South Carolina on Tuesday will try to snap a five-game losing streak when it travels to face nationally ranked Tennessee in Thompson–Boling Arena. The Gamecocks (13-12, 4-8 SEC) – by roster and result – haven’t looked like the bunch that was in the Final Four just 11 months ago. Frank Martin, with eight new players in the fold, has been on a season-long quest for leadership, consistent point guard play and on-ball defense.
Those basketball-related issues have been hard enough on the USC coach, but Martin on Monday revealed something deeper that’s caused heartache.
“The stuff with our players, it’s just part of the deal,” Martin said during a press conference at Colonial Life Arena. “I lost my godson. He got shot 11 times in late November. Then one of my closest friends, who was my assistant coach, who I saw his son born, was at work right before Christmas. He was loading a truck at his job. The guy got in his truck, didn’t realize he was back there and just ran him over and killed him.
“So I’ve had some family stuff that I’ve dealt with, too. Just stuff that you don’t plan on. You’re dealing with that and then you’re dealing the normal issues you have with your team, it’s kind of beat me up a little bit emotionally.”
On Nov. 13, Martin retweeted the Miami Police Department’s account, looking for information regarding the homicide of Malcolm E. Nicholas III. Nicholas, 18, was shot and killed. He was a standout basketball player at Miami Senior High School and Mater Academy Charter in south Florida.
According to PrepHoops.com, Martin, Nicholas’ godfather, was instrumental in placing Nicholas at Believe Academy (Athens, Tennessee) for a post-graduate year.
Nicholas, at the time of his death, was drawing recruiting interest from the likes of South Florida and Wake Forest.
“With Coach Martin being my godfather and being the head coach at South Carolina,” Nicholas said in October, “he said if I continue to improve and do what I got to do here, there could be an opportunity for me.”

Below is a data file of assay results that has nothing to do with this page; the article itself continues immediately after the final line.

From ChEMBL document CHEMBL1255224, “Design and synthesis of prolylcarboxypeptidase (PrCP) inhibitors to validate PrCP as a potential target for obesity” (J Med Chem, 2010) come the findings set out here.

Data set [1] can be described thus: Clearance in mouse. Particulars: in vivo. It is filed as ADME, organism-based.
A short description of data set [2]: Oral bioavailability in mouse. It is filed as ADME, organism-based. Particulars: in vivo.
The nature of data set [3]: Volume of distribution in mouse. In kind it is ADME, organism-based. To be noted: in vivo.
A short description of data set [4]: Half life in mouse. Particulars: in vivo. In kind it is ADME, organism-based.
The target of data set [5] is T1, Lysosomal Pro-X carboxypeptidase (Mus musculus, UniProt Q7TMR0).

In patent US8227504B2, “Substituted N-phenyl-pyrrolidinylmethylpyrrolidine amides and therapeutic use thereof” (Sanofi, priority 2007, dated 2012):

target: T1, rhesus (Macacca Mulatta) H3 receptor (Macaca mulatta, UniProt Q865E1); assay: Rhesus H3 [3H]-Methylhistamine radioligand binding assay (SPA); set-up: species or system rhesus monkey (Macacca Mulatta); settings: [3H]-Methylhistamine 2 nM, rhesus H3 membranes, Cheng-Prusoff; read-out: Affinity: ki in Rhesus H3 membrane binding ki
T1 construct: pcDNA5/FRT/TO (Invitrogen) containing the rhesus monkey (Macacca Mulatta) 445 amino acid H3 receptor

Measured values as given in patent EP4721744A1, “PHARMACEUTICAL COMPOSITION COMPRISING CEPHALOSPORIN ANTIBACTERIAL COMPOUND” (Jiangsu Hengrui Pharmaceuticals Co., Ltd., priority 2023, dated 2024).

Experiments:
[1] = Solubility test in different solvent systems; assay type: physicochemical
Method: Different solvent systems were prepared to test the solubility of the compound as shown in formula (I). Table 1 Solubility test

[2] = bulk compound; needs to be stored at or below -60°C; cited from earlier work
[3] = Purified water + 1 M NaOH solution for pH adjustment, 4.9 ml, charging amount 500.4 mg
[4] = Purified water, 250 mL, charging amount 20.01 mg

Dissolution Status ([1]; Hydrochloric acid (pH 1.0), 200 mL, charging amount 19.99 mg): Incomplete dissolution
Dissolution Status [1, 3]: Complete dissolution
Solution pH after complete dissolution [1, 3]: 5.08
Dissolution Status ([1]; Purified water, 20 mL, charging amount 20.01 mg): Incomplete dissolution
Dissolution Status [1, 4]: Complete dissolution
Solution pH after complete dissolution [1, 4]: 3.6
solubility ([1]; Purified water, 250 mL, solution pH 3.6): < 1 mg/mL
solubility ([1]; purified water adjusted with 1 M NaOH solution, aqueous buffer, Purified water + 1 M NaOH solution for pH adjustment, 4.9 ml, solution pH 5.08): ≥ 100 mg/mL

Martin graduated from and coached at Miami Senior. Malcolm Nicholas Jr., Nicholas’ father, took the same route.
“I’ve had some personal stuff,” Martin said. “And we all have, it’s not like I’m the only one. It kind of all happened at the same time during the season in a year where we’ve got a lot more attention paid to our guys because we need to grow a little faster.”
South Carolina hasn’t lost six straight games since January 2014, Martin’s second season in Columbia.
The No. 18 Volunteers (18-6, 8-4) beat the Gamecocks 70-63 on Jan. 20.
“I’ve had some off-the-court stuff this year that’s pummeled me,” Martin said, “just emotionally drained me.
“But season’s the season. The losing never helps. You have a little more wind in your sails when you’re winning than when you lose games in February like we have, but at the end of the day it’s about managing personalities, it’s about going out there and trying to get better.”
Freshman forward Justin Minaya echoed his coach Monday.
“One of the things that Coach Frank has talked to us about is whatever happened in the past, you can’t fix,” Minaya said, “and whatever’s in the future is stuff you’re waiting on. So none of that is really real. So right now we’re focused on the present – each day, each practice – and just trying to get better.”